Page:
Tag Archives: promotion

Netflix Launches Netflix.shop

Movies have long generated revenue from sales of merchandise related to the shows (think Disney). According to trade group Licensing International, sales of licensed products tied to shows was roughly $49 billion in the U.S. in 2019, and $128 billion globally. That’s a big number and one that has attracted Netflix to enter the market with its own merchandise line and shop.

Not content to have us all streaming entertainment constantly, Netflix now wants us to shop on its platform, too. Netflix has launched an online store with items that are highlighted in its shows. While Netflix holds a dominant lead in streaming, it also needs to have new sources of revenue in order to expand. Competitors such as Hulu and HBO Max charge streaming fees, but they also show commercials to generate additional revenue. Netflix does not have that revenue stream.

The new online store will sell apparel, merchandise, and collectibles from favorite shows such as “Stranger Things,” “Lupin,” and other shows. Limited edition street wear and action figures based on “Yasuke” and “Eden” (anime series) are now available. Lupin merchandise includes baseball caps, shirts, hoodies, throw pillow, and even a side table. All of the Lupin products were designed and produced in cooperation with the Louvre Museum. Future products will be based on popular series including “The Witcher” and “Stranger Things” along with Netflix logo apparel.

This isn’t Netflix’s first foray off screen. It has previously created video games based on popular shows and has agreements with department stores to sell products as well.

What will you buy?

Group Activities and Discussion Questions:

  1. Poll students: What movies and shows can they list that have licensed products for sale?
  2. Have they purchased items related to these shows?
  3. Show Netflix’s new store: https://www.netflix.shop/
  4. Discuss the various promotional tactics that can be used for marketing a product. Have students come up with tactics and list all the tactics on the white board (ex: billboards, print, direct mail, etc.).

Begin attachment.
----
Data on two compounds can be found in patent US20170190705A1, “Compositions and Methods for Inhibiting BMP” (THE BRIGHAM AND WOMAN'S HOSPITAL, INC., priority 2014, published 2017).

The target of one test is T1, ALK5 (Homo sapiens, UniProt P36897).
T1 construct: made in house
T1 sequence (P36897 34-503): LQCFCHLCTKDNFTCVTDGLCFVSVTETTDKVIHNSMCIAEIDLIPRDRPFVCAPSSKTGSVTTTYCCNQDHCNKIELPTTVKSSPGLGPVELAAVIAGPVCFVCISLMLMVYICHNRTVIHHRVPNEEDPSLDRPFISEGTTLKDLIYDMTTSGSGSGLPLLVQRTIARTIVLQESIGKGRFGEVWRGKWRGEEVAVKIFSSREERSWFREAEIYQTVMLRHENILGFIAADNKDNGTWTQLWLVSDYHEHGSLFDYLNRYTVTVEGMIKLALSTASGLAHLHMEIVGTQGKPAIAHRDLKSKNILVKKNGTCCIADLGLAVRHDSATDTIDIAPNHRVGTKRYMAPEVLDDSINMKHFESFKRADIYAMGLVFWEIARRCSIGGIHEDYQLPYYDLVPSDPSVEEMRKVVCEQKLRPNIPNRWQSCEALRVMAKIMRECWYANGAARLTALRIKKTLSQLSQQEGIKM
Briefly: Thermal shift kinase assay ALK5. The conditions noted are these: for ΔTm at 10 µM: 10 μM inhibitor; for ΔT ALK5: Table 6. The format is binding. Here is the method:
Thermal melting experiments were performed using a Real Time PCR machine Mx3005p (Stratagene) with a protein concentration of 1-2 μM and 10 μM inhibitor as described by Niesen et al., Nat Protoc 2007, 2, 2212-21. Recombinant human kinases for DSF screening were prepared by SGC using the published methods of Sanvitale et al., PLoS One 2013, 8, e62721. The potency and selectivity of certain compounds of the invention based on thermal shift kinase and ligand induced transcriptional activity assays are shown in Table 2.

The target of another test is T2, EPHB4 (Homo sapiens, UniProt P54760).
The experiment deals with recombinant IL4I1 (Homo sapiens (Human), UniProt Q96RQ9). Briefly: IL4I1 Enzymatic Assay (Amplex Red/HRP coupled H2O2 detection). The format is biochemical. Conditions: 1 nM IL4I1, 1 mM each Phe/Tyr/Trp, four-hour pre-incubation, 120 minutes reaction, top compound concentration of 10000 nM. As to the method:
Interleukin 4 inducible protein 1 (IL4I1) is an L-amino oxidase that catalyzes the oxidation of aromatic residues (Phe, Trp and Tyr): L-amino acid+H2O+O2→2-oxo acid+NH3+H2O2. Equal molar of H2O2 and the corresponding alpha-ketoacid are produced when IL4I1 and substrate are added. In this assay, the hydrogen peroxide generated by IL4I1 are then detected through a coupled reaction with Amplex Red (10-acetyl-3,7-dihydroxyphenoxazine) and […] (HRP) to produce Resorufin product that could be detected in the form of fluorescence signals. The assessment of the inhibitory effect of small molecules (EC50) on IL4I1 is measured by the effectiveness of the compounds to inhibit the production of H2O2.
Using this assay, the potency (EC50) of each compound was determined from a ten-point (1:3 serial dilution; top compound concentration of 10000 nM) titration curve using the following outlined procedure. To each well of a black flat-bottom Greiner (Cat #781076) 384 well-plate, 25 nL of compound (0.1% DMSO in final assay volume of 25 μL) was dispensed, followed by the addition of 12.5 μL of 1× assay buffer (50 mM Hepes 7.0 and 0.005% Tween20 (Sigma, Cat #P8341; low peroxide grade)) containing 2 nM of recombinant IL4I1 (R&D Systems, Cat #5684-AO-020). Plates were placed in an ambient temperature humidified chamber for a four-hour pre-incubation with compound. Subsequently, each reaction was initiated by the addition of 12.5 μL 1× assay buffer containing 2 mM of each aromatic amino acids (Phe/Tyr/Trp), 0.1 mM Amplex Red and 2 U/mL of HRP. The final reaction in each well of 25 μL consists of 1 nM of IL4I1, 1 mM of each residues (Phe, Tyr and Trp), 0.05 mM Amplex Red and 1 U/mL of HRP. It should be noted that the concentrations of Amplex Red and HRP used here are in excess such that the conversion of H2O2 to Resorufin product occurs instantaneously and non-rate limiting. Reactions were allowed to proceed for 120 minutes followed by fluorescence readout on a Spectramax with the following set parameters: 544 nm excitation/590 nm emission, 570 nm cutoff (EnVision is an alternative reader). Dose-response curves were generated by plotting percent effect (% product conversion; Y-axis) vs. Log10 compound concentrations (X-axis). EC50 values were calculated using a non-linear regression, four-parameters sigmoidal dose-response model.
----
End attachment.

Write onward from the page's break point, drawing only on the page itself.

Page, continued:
5. Divide students into teams. Have each team outline a marketing plan for Netflix.shop and have each team select three different tactics. For each tactic, explain why it was selected and how it will be used.
  6. How can this plan be expanded to new geographies outside the U.S.?

Source:  New York Times; Reuters; other news sources

Leave a comment

Filed under Classroom Activities

Food Trucks and the Pandemic

There is no doubt that the pandemic severely impacted restaurants and the food industry. Many restaurants shuttered their doors and thousands of employees were out of work. While some restaurants were able to pivot to providing take-out food rather than in-store dining, food trucks seemed designed to handle the pandemic.

Food trucks are rolling restaurants that can go where the demand is at and meet consumers where they live, work, and shop. They can follow the customers and move to a new location when demand at one location falls off. Food trucks are flexible, can be innovative with menus, and quickly became a sought after option for diners who missed restaurant food!

According to IBISWorld, there are 26,228 food truck businesses in the U.S. as of 2021. There has been a 6.8% growth in the number of trucks and 7.5% increase in business growth from 2016 to 2021. While food trucks are labor intensive, they are also flexible in operations and products, as well as cheaper to start than a fixed restaurant location. The food truck market size is now more than $1.2 billion in revenue annually.

However, even food trucks need promotion. Many trucks launched social media advertising campaigns, as well as added credit/debit card payment options. Uber Eats and Grub Hub also became delivery options for food truck diners. Trucks have also relocated from city centers and large festivals, to suburban locations and local street fairs. As food trucks move to better integrate social media and work to connect with customers, online menus and orders have become necessary.